Games are the most immersive form of media that we have and is becoming more engaging as people get better at making games and as technology advances. Gaming provides us with new experiences, takes us to different worlds, and teaches us new things about the world and ourselves while still being fun. This enjoyment found in games has a lot of potentional in making other aspects of our lives more engaging and fun, from education to working.

Thomas Sparks
Computer Science
Favorite Game: Mass Effect
Games, as a medium have grown over the years, and become very important in the shaping our society. Anything with that amount of influence deserves to be studied. Careful research can go a long way towards ensuring that games are used to their full potential, creating a variety of meaningful experiences for their players.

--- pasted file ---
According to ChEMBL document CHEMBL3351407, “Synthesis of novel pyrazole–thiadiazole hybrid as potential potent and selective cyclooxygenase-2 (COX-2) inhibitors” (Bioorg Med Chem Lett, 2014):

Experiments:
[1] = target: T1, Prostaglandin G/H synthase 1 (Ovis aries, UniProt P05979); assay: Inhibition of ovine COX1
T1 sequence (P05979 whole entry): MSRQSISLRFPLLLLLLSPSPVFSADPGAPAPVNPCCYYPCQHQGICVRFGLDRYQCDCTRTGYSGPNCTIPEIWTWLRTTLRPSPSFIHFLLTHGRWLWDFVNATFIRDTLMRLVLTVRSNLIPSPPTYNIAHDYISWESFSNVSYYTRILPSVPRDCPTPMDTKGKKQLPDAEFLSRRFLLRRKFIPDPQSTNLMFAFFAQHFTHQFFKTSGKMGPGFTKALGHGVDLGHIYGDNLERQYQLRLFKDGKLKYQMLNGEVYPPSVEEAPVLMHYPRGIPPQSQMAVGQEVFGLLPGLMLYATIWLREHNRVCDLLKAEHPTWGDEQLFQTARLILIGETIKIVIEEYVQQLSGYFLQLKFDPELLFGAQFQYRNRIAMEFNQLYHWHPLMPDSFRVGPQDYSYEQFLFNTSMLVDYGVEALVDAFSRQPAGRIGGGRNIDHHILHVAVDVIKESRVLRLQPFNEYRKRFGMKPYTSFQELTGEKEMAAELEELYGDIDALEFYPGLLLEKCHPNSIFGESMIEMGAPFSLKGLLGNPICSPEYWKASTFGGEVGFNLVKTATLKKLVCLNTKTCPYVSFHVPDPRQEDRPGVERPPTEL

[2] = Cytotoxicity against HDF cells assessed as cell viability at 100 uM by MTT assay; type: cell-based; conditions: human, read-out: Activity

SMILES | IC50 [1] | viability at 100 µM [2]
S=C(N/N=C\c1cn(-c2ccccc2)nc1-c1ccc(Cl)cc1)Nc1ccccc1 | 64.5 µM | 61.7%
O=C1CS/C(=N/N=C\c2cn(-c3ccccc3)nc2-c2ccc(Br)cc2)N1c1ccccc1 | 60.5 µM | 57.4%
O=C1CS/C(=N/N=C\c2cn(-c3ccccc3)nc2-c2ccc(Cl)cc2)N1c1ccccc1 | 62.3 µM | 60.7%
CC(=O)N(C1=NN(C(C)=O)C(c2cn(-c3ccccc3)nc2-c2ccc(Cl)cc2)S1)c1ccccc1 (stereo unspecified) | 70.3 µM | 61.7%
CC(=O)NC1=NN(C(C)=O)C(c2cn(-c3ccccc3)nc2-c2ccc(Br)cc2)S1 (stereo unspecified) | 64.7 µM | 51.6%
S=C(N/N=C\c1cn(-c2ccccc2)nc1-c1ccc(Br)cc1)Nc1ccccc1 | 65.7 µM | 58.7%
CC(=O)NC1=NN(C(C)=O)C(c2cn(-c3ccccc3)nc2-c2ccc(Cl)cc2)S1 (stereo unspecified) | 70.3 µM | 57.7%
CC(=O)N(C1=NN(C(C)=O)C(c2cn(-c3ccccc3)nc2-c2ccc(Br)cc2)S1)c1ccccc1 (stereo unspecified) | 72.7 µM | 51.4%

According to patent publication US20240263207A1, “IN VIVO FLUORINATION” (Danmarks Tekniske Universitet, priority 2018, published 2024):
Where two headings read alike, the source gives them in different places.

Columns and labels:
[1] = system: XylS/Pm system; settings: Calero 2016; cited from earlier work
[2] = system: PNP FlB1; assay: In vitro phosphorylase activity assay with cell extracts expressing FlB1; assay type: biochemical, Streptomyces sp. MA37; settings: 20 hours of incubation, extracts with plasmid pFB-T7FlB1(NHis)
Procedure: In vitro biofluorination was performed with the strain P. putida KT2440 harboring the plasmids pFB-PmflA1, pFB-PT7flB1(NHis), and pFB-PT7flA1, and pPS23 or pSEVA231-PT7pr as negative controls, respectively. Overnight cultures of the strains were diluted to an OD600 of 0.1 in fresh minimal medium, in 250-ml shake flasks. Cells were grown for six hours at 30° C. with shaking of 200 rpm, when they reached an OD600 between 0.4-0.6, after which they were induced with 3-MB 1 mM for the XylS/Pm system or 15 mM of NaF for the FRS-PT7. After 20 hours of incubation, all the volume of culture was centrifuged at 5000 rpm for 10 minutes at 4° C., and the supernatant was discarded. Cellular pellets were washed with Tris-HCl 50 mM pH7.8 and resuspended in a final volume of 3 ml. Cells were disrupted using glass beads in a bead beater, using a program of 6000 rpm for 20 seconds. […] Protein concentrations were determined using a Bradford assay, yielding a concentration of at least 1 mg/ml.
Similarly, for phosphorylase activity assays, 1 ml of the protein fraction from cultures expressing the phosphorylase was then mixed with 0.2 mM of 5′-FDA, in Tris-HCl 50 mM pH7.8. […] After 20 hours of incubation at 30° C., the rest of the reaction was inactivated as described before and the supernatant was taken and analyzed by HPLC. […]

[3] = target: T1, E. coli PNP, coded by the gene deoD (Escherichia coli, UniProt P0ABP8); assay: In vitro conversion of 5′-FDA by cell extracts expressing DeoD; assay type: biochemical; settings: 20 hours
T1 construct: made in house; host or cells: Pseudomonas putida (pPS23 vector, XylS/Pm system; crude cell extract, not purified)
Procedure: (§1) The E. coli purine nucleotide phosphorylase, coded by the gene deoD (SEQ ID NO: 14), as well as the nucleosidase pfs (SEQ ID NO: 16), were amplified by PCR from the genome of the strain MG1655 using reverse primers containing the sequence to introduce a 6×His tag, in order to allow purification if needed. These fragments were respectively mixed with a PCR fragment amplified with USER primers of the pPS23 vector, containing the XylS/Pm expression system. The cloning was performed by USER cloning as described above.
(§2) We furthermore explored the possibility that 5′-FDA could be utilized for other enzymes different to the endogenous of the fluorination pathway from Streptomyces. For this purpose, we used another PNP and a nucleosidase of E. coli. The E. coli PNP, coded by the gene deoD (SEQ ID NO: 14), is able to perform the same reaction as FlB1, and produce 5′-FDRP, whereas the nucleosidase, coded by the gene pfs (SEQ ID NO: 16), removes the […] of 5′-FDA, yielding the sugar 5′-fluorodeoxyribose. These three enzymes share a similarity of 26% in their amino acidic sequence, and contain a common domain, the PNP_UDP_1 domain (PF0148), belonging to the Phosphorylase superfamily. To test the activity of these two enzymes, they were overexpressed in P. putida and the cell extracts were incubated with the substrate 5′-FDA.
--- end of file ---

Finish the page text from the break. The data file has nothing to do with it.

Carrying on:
David Wert
Computer Science
Favorite Game: Braid
“Gaming is one of the most powerful forces on the planet, collectively gamers have put in billinos of hours trying to achieve tangible goals and gaming’s power is being seen encroaching our daily lives. From reward benefits at grocery stores to fantasy football, there is no doubt that this medium deserves our respect and our study.”

Kevin Whelan

Erin Winters
Computer Science

Affiliated Members

Paul Turowski is a composer and performer from Baltimore, Maryland. He is currently a PhD candidate in Composition and Computer Technologies and a Graduate Teaching Assistant at the University of Virginia. Previously, he studied composition at Towson University and completed his masters in Intermedia Music Technology at the University of Oregon. His current academic focus is the philosophical and practical exploration of the space between video games and music performance, including the development of interactive notational systems. This involves research in areas such as computer science, network and mobile technologies, and the design of visual information. Paul finished his PhD at UVa in 2016.